‘Revoking sale of Rivers power plants political’

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THE governorship candidate of the All Progressives Congress in Rivers State, Pastor Tonye Cole, has described as political the state government’s termination of the sale of state-owned power plants to subsidiaries of Sahara Energy Group.
Cole, who spoke in Port Harcourt on Monday, also cautioned that the action of the state government could scare investors away from the state.
But the State Government said the APC governorship candidate should search his conscience and also go to court if he (Cole) felt that its decision ran contrary to the law.
Recall that the State Executive Council had revoked the sale of 70 percent equity of the state-owned power plants held by First Independent Power Limited in Omoku, Trans-Amadi, Afam and Eleme Gas Turbines to NG Power-HPS Limited during the immediate past administration of Rotimi Amaechi.
Cole explained that since he had resigned from Sahara Energy Group in September 2018, he would not be able to react officially, adding that he was not sure if the firm had reacted to the revocation of the sales of the power plants.
He said, “The contract they are talking about are employing people here in Rivers State. It is providing basic services and dealing with things in this economy. It was done properly under the tenets of the law.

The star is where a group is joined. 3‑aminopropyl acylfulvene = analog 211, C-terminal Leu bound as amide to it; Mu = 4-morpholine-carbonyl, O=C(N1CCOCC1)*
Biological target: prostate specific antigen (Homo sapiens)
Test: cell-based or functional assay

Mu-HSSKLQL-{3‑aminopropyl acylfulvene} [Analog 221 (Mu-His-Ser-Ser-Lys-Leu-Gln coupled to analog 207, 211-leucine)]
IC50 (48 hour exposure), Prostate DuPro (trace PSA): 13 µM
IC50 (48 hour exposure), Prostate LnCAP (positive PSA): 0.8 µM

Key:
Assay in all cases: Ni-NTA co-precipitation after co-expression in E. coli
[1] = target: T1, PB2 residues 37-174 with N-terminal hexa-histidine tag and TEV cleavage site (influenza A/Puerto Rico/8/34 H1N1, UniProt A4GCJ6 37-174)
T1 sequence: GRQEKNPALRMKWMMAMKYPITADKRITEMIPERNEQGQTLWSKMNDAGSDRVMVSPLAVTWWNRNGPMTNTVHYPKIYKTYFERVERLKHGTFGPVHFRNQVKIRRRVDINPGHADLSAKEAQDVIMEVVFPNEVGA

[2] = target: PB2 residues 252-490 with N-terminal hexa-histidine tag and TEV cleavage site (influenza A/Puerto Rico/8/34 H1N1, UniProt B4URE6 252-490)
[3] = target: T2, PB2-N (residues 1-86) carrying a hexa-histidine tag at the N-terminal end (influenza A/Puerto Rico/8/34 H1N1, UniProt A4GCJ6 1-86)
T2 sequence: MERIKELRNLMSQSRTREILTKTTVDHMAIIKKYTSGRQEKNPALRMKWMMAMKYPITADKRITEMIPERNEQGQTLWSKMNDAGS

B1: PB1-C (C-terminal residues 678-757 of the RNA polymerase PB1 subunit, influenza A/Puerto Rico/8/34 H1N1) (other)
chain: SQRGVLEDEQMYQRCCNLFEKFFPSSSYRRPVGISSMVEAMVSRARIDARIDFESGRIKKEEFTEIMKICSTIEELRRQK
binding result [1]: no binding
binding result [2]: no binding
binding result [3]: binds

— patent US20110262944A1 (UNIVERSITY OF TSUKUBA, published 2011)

“So, what happened a few days ago, smacks of politics, all politics left right and center and it is sad. The white man says you don’t cut your nose to spite your face.
“On the day I decided I was joining politics, I withdrew myself, signed necessary documents, removed myself from Sahara, removed all my shares, signed off everything and left.
“I left Sahara on the 1st of September (2018). I don’t take any decision or do anything with the company. I left completely because it is a totally different entity.”
But the Rivers State Government maintained that its action was based on the recommendations of the Judicial Commission of Inquiry that probed the sale of the assets owned by state government.
The Commissioner for Information and Communication, Emma Okah, said Cole was free to go court.
“The Rivers State Government is under an obligation to protect the interest of the people of the state,” Okah said.